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Can Rheumatoid Arthritis Cause Death?

Rheumatoid arthritis is an autoimmune disorder known to affect your joints but can affect other parts too. It is a chronic inflammatory condition that results in inflammation of tissues in the body. As a result, it can affect various tissues and organs and even increase the risk of several disorders. But can rheumatoid arthritis cause death? For this, we need to understand how rheumatoid arthritis affects the tissues. Rheumatoid arthritis can be diagnosed and managed very well in most cases. Although a person may not die from rheumatoid arthritis, it can cause life-threatening complications in some patients.

Some studies have found that rheumatoid arthritis can increase the risk of heart ailments that can be one of the causes of death in people with rheumatoid arthritis.1

However, that too varies from person to person and depends on other co-morbidities, their age, gender, and background. Yet many people with rheumatoid arthritis enjoy life and can control the complications, especially when the disease is diagnosed and treated appropriately.

Rheumatoid Arthritis – Symptoms and Complications

The commonly known symptoms of rheumatoid arthritis include pain, swelling, tenderness, and stiffness in the joints, usually associated with muscle aches, fatigue, and general malaise.

Rheumatoid arthritis is an inflammatory disease that causes inflammation of the tissues and synovia. It can cause joint destruction, osteoporosis, disability, and other extra-articular manifestations like pericarditis, vasculitis, rheumatoid nodules, and Sjogren’s syndrome. Rheumatoid Arthritis needs proper management to prevent complications hence it is necessary to identify the symptoms and signs of complications at an early stage.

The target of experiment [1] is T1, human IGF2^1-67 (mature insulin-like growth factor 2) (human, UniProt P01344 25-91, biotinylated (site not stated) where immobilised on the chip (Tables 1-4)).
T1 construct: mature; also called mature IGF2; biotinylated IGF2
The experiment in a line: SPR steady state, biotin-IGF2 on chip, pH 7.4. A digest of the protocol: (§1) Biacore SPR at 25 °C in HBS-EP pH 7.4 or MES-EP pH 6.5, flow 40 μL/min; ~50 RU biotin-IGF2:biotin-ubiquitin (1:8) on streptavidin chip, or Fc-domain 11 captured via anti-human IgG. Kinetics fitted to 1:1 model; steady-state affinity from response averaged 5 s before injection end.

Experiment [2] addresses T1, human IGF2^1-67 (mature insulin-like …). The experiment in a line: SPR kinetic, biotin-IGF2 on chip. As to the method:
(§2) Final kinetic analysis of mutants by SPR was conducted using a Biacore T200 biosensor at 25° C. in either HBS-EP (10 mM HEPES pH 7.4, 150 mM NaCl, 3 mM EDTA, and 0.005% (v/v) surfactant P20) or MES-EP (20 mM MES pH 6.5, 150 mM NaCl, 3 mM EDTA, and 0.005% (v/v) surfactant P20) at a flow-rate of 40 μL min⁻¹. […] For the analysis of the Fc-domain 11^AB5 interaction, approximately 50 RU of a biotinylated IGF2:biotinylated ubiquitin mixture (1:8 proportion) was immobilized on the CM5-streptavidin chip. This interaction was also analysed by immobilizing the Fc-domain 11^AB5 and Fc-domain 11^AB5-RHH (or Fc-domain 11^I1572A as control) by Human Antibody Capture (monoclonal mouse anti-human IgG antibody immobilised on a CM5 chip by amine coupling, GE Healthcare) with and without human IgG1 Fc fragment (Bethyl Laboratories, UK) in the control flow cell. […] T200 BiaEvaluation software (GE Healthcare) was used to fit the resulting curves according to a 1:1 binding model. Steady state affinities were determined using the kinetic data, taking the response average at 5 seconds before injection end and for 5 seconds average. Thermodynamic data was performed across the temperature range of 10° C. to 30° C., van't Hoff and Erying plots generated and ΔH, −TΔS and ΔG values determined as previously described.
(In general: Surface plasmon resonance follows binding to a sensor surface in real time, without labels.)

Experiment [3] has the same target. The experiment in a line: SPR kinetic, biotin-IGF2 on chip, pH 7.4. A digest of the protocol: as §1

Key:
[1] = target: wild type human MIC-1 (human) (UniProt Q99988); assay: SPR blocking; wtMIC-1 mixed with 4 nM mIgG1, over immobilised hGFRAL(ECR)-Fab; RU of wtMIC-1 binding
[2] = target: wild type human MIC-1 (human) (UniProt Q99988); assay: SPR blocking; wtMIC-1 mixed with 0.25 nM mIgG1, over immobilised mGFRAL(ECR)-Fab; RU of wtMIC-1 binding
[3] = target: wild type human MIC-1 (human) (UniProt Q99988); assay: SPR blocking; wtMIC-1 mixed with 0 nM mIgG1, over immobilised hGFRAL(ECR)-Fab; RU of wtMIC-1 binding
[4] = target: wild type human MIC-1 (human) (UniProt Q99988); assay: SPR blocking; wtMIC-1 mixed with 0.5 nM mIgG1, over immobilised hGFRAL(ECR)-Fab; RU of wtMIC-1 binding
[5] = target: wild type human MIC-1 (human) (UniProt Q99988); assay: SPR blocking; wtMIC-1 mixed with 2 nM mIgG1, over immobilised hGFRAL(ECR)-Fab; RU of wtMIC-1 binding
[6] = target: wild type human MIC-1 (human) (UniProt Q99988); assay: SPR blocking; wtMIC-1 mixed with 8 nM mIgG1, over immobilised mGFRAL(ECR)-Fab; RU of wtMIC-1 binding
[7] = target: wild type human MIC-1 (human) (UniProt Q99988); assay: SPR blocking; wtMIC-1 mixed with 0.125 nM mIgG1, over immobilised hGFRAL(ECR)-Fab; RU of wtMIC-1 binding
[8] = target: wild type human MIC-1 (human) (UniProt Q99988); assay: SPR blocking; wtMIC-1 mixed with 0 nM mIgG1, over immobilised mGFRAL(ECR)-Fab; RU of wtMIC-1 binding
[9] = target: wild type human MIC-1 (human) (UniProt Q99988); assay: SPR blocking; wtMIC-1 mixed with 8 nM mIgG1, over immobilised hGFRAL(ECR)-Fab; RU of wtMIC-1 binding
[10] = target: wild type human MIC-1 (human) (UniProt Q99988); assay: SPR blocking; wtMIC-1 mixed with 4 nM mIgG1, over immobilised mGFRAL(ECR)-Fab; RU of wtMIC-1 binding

Some of the common complications that need attention include:

  • Rheumatoid nodules or lumps of tissue on the skin, particularly on fingers, elbows, and heels, while also in other areas like the heart and the lungs.
  • Vasculitis is a result of inflammation of the blood vessels.
  • Signs of nerve damage like tingling, numbness in hands and feet, or damage to internal organs may be seen.
  • Eye complications like inflammation of the sclera, dry eyes making eyes feel gritty
  • Dry skin and vaginal dryness
  • Anemia or inadequate healthy red blood cells, causing fatigue, dizziness, and rapid heartbeat

Can Rheumatoid Arthritis Cause Death?

While rheumatoid arthritis, as a condition usually cannot cause death, its complications or effects can at times affect the life expectancy. For those who are diagnosed with rheumatoid arthritis, it is necessary to understand the possible complications and how they can affect life expectancy. Thus, it would be easy to formulate a treatment plan and have a preventive approach to manage complications.

It is believed that rheumatoid arthritis patients are at an increased risk of cardiovascular events, and respiratory and all-cause mortality rates as compared to the general population.1 In a study, the risk of cardiovascular diseases caused due to rheumatoid arthritis was compared to that of cardiovascular disorders associated with diabetes. It showed that both the conditions raised the risk of heart diseases however rheumatoid arthritis was linked with a lower risk of cardiovascular diseases as compared to diabetes.